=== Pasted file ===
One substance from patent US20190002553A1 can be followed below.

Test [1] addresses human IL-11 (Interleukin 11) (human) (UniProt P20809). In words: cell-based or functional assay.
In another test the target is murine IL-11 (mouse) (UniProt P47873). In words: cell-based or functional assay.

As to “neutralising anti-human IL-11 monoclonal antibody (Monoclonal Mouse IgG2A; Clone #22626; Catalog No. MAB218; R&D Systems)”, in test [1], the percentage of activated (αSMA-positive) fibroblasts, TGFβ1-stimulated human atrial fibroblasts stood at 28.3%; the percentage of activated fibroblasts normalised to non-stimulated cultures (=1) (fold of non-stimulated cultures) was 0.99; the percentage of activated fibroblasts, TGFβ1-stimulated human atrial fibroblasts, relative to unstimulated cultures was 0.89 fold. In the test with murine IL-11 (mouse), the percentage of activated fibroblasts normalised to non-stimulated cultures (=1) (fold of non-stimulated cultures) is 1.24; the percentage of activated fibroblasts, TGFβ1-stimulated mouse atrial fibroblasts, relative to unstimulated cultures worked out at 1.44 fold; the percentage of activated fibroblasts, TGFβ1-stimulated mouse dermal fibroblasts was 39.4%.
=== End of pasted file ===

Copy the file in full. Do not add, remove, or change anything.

One substance from patent US20190002553A1 can be followed below.

Test [1] addresses human IL-11 (Interleukin 11) (human) (UniProt P20809). In words: cell-based or functional assay.
In another test the target is murine IL-11 (mouse) (UniProt P47873). In words: cell-based or functional assay.

As to “neutralising anti-human IL-11 monoclonal antibody (Monoclonal Mouse IgG2A; Clone #22626; Catalog No. MAB218; R&D Systems)”, in test [1], the percentage of activated (αSMA-positive) fibroblasts, TGFβ1-stimulated human atrial fibroblasts stood at 28.3%; the percentage of activated fibroblasts normalised to non-stimulated cultures (=1) (fold of non-stimulated cultures) was 0.99; the percentage of activated fibroblasts, TGFβ1-stimulated human atrial fibroblasts, relative to unstimulated cultures was 0.89 fold. In the test with murine IL-11 (mouse), the percentage of activated fibroblasts normalised to non-stimulated cultures (=1) (fold of non-stimulated cultures) is 1.24; the percentage of activated fibroblasts, TGFβ1-stimulated mouse atrial fibroblasts, relative to unstimulated cultures worked out at 1.44 fold; the percentage of activated fibroblasts, TGFβ1-stimulated mouse dermal fibroblasts was 39.4%.